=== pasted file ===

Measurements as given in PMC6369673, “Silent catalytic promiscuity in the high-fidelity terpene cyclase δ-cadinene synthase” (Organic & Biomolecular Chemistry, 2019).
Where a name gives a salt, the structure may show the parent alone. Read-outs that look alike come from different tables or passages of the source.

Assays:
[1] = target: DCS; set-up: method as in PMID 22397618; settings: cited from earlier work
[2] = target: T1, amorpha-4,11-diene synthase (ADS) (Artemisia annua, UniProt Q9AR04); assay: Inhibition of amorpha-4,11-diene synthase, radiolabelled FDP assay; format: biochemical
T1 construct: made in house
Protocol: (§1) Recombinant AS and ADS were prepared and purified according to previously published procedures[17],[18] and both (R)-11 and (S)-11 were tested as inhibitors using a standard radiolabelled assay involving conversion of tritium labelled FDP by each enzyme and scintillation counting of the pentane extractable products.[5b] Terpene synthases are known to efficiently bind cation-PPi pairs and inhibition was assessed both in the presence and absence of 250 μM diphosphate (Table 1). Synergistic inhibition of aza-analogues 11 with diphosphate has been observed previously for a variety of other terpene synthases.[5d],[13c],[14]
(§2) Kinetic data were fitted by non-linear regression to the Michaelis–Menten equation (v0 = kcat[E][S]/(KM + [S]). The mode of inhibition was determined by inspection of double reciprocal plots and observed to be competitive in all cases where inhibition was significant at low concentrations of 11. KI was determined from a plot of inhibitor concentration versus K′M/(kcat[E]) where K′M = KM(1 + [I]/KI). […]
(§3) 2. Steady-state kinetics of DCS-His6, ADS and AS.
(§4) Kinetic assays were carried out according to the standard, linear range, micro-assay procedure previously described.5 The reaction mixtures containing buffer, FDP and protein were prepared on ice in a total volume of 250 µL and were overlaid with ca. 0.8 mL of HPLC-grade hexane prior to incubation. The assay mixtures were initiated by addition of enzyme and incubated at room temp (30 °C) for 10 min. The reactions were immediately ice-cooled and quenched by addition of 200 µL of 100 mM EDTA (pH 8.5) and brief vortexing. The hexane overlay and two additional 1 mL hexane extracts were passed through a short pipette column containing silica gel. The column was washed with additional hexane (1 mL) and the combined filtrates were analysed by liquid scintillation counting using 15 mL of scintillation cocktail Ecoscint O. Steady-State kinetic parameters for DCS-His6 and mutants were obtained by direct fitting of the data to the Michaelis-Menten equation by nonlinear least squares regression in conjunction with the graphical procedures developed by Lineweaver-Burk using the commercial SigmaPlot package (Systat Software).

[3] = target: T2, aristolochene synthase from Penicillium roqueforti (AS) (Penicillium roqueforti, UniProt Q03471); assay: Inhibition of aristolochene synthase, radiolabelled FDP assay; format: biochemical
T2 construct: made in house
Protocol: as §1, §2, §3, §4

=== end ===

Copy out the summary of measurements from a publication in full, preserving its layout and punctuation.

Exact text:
Measurements as given in PMC6369673, “Silent catalytic promiscuity in the high-fidelity terpene cyclase δ-cadinene synthase” (Organic & Biomolecular Chemistry, 2019).
Where a name gives a salt, the structure may show the parent alone. Read-outs that look alike come from different tables or passages of the source.

Assays:
[1] = target: DCS; set-up: method as in PMID 22397618; settings: cited from earlier work
[2] = target: T1, amorpha-4,11-diene synthase (ADS) (Artemisia annua, UniProt Q9AR04); assay: Inhibition of amorpha-4,11-diene synthase, radiolabelled FDP assay; format: biochemical
T1 construct: made in house
Protocol: (§1) Recombinant AS and ADS were prepared and purified according to previously published procedures[17],[18] and both (R)-11 and (S)-11 were tested as inhibitors using a standard radiolabelled assay involving conversion of tritium labelled FDP by each enzyme and scintillation counting of the pentane extractable products.[5b] Terpene synthases are known to efficiently bind cation-PPi pairs and inhibition was assessed both in the presence and absence of 250 μM diphosphate (Table 1). Synergistic inhibition of aza-analogues 11 with diphosphate has been observed previously for a variety of other terpene synthases.[5d],[13c],[14]
(§2) Kinetic data were fitted by non-linear regression to the Michaelis–Menten equation (v0 = kcat[E][S]/(KM + [S]). The mode of inhibition was determined by inspection of double reciprocal plots and observed to be competitive in all cases where inhibition was significant at low concentrations of 11. KI was determined from a plot of inhibitor concentration versus K′M/(kcat[E]) where K′M = KM(1 + [I]/KI). […]
(§3) 2. Steady-state kinetics of DCS-His6, ADS and AS.
(§4) Kinetic assays were carried out according to the standard, linear range, micro-assay procedure previously described.5 The reaction mixtures containing buffer, FDP and protein were prepared on ice in a total volume of 250 µL and were overlaid with ca. 0.8 mL of HPLC-grade hexane prior to incubation. The assay mixtures were initiated by addition of enzyme and incubated at room temp (30 °C) for 10 min. The reactions were immediately ice-cooled and quenched by addition of 200 µL of 100 mM EDTA (pH 8.5) and brief vortexing. The hexane overlay and two additional 1 mL hexane extracts were passed through a short pipette column containing silica gel. The column was washed with additional hexane (1 mL) and the combined filtrates were analysed by liquid scintillation counting using 15 mL of scintillation cocktail Ecoscint O. Steady-State kinetic parameters for DCS-His6 and mutants were obtained by direct fitting of the data to the Michaelis-Menten equation by nonlinear least squares regression in conjunction with the graphical procedures developed by Lineweaver-Burk using the commercial SigmaPlot package (Systat Software).

[3] = target: T2, aristolochene synthase from Penicillium roqueforti (AS) (Penicillium roqueforti, UniProt Q03471); assay: Inhibition of aristolochene synthase, radiolabelled FDP assay; format: biochemical
T2 construct: made in house
Protocol: as §1, §2, §3, §4